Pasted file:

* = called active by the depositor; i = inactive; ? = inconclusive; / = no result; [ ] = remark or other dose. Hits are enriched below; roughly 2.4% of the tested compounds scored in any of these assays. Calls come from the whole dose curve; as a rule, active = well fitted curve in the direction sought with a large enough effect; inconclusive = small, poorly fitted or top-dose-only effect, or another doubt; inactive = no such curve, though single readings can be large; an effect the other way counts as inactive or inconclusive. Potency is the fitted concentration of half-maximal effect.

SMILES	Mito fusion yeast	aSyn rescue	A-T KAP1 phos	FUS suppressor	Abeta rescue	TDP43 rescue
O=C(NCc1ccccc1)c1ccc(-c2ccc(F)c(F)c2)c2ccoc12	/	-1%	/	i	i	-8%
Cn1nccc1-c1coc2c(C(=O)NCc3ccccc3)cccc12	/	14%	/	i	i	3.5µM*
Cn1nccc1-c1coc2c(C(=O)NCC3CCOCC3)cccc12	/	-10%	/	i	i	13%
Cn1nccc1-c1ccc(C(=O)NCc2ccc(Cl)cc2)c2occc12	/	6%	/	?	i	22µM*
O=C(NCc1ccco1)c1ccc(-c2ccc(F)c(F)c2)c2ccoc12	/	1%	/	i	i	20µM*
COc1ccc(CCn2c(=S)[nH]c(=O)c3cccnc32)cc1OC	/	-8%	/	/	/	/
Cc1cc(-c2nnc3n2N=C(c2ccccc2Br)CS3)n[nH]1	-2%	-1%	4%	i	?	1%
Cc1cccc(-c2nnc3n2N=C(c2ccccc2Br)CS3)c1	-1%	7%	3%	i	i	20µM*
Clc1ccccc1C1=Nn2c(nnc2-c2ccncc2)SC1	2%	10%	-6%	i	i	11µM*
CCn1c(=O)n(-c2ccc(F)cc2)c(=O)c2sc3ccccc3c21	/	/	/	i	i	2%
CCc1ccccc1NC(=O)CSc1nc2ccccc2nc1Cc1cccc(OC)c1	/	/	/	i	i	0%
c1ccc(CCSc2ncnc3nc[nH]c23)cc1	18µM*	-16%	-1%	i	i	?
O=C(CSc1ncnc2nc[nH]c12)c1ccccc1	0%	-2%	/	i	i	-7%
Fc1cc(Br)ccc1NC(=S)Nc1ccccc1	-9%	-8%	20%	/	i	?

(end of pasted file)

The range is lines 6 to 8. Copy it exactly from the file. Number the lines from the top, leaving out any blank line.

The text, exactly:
Cn1nccc1-c1ccc(C(=O)NCc2ccc(Cl)cc2)c2occc12	/	6%	/	?	i	22µM*
O=C(NCc1ccco1)c1ccc(-c2ccc(F)c(F)c2)c2ccoc12	/	1%	/	i	i	20µM*
COc1ccc(CCn2c(=S)[nH]c(=O)c3cccnc32)cc1OC	/	-8%	/	/	/	/